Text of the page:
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When I was younger I wanted to understand Quantum Mechanics, so I went to M.I.T. and got a Ph. D. in Theoretical Physics. For a while I did research at places like Purdue University and I.B.M. Corp., then I taught at Brandeis University for a year as an Assistant Professor. At that point, I realized that academic life was not for me; there was too much emphasis on getting government grants and not enough on simply discovering the truth.
So, at the age of 30 I switched course and took a job with Ford Motor Co. in Dearborn, Mich. In many ways, this was a dream job: I could still do research if I wanted, but I had a chance to look at "real life" problems that had an impact on today's world, like for example designing very high efficiency Diesel engines without polluting the environment, using advanced computer-based methods for designing and manufacturing the engines.
As it turns out, Ford was a rather bureaucratic company even though in my opinion they treat their employees very well. So, I decided to leave and do something more exciting. Since I had learned a lot about using computers to automate industrial problems, I became a consultant in computer-aided design and manufacturing (CAD/CAM) and joined a consulting firm in Berkeley, California. This was an exciting time, and I got to meet a lot of really interesting people, but I also discovered that I was not a good businessman - I like technical problems too much, and I would always spend time with the engineers instead of talking to their bosses about signing a contract.
I ended up at the Jet Propulsion Lab in Pasadena, where I have been employed for over 20 years. I love my job there - I get to work on space missions like the Mars Exploration Rovers and trying to discover hidden oceans under the surface of Europa, the most fascinating moon of Jupiter. I would like to complement my work at JPL with some more personal, one-on-one teaching opportunities. Over the years I've raised five kids, four of whom graduated from UC Berkeley; my youngest just entered UCLA. I miss coaching them, and I would love helping a young student the same way I've helped my own kids most of my life.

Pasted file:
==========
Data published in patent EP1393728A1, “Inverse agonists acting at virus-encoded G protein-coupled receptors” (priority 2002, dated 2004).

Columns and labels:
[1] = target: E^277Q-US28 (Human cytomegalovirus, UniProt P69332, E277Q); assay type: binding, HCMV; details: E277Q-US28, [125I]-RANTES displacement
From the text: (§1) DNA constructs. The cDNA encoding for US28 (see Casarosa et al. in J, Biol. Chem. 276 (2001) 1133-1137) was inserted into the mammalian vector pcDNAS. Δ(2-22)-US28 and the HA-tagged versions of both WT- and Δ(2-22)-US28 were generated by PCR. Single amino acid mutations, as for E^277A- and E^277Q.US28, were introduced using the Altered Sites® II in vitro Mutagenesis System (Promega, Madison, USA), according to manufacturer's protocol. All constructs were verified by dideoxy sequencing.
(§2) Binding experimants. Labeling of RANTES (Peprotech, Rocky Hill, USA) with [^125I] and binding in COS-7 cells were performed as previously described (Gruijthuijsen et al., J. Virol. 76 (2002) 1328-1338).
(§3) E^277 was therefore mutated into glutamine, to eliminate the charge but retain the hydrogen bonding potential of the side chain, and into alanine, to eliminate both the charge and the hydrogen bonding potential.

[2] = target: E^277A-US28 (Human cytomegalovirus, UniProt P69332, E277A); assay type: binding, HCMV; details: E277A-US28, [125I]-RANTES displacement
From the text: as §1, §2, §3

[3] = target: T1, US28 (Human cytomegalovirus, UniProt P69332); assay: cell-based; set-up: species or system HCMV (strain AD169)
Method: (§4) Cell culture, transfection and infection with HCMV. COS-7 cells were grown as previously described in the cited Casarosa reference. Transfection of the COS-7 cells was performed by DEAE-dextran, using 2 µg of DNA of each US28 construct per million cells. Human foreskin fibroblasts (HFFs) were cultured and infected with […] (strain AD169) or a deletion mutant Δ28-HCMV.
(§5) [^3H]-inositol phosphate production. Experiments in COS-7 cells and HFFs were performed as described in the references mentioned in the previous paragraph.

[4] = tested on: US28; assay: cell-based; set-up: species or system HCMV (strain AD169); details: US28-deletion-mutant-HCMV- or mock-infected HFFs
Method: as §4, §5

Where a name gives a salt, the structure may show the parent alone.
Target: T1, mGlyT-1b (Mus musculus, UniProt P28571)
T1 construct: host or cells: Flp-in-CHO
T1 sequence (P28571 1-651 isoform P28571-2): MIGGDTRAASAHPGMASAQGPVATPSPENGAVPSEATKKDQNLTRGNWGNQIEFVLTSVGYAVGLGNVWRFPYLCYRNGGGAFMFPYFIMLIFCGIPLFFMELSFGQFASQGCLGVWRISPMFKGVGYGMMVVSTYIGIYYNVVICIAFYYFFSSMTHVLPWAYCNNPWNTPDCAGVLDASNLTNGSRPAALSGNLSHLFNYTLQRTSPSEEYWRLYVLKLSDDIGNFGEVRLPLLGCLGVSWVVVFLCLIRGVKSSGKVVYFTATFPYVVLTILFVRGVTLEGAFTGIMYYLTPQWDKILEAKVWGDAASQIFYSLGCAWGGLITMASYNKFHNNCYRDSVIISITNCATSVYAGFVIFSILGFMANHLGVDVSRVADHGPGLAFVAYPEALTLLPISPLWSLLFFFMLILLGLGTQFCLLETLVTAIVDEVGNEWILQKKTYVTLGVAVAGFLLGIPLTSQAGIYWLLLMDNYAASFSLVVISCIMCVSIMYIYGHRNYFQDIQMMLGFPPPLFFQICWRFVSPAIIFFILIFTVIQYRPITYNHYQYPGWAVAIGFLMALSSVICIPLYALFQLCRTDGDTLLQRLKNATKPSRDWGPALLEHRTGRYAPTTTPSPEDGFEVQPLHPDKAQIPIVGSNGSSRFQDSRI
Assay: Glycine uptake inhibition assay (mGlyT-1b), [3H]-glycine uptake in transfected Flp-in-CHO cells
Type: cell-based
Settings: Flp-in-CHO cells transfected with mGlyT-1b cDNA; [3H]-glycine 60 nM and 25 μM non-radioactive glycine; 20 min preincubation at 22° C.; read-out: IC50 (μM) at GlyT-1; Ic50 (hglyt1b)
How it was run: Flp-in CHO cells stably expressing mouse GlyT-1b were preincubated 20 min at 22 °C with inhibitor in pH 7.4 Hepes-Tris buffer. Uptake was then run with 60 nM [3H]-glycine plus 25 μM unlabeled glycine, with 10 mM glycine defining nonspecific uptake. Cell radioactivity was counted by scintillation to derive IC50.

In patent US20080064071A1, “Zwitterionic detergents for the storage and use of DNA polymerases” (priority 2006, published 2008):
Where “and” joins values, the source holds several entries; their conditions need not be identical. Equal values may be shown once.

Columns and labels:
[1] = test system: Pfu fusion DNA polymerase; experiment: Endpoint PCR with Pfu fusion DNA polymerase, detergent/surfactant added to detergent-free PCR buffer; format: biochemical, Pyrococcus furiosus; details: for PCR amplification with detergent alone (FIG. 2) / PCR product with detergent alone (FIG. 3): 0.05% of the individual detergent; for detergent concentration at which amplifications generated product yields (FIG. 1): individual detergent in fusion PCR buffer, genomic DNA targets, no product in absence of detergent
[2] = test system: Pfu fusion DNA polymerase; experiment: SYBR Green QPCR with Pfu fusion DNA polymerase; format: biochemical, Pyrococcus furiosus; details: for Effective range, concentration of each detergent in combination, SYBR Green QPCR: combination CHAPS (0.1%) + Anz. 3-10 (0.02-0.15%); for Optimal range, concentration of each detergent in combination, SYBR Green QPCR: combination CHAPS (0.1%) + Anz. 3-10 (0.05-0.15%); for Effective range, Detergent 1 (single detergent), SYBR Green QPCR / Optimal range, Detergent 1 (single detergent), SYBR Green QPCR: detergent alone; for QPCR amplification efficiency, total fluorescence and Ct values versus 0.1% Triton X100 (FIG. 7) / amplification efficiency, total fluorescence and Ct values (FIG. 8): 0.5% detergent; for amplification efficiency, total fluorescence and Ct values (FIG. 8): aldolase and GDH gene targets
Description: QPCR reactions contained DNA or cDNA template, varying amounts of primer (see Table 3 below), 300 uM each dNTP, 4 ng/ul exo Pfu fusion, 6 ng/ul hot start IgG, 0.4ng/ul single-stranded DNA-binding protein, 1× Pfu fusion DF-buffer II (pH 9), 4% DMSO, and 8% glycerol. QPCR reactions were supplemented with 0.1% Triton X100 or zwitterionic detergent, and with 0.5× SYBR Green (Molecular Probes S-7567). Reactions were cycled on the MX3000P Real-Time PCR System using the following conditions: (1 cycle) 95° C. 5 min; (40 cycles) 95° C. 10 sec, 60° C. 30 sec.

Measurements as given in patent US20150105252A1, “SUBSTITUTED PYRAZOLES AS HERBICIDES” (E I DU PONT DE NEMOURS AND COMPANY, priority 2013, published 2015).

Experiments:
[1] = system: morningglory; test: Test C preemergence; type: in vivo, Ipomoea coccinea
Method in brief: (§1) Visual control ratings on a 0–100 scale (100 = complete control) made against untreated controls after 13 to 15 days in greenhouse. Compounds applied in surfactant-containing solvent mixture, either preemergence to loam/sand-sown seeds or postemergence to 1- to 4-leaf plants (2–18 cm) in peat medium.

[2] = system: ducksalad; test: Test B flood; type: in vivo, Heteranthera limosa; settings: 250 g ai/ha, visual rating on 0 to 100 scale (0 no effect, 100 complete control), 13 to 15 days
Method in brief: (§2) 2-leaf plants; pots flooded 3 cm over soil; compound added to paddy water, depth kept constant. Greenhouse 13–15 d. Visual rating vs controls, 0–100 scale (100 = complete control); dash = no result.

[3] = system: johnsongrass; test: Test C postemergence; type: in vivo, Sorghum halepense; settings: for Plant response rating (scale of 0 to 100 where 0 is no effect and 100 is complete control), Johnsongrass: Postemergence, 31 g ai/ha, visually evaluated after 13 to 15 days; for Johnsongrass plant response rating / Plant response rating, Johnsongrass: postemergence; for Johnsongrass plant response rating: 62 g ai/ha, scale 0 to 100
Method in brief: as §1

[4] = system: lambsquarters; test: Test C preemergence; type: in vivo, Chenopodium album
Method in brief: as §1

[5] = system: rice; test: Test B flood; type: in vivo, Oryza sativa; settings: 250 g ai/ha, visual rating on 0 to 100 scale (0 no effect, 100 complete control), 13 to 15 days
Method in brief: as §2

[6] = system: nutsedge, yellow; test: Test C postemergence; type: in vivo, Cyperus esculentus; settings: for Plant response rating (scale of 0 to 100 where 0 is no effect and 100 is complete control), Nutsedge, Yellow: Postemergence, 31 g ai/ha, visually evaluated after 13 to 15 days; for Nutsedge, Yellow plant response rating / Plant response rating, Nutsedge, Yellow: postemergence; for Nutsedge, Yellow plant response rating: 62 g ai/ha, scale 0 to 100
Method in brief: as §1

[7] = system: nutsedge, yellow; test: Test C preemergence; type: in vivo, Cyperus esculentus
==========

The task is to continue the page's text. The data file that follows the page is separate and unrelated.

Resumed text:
I have been programming in C for a living since 1984 and in C++ since 1994. I have 20+ years of experience in both languages at JPL. I have coached a number of colleagues at JPL on subtle features of C++, which is an incredibly powerful but complex language.
I have been programming in C for a living since 1984 and in C++ since 1994. I have 20+ years of experience in both languages at JPL. I wrote a planning program 10 years ago, which is still being used to command the Mars Exploration Rover. I have coached a number of colleagues at JPL on subtle features of C++, which is an incredibly powerful but complex language.
I started programming in FORTRAN in the 1960's at Louvain University (Belgium); we were using decks of punched cards back then. I did this to perform all the calculations required to satisfy the requirements of my MSEE degree which I got in 1971. Since then, I have solved countless programming challenges while employed at Ford Research (Dearborn, MI), at various small companies and finally at the Jet Propulsion Laboratory.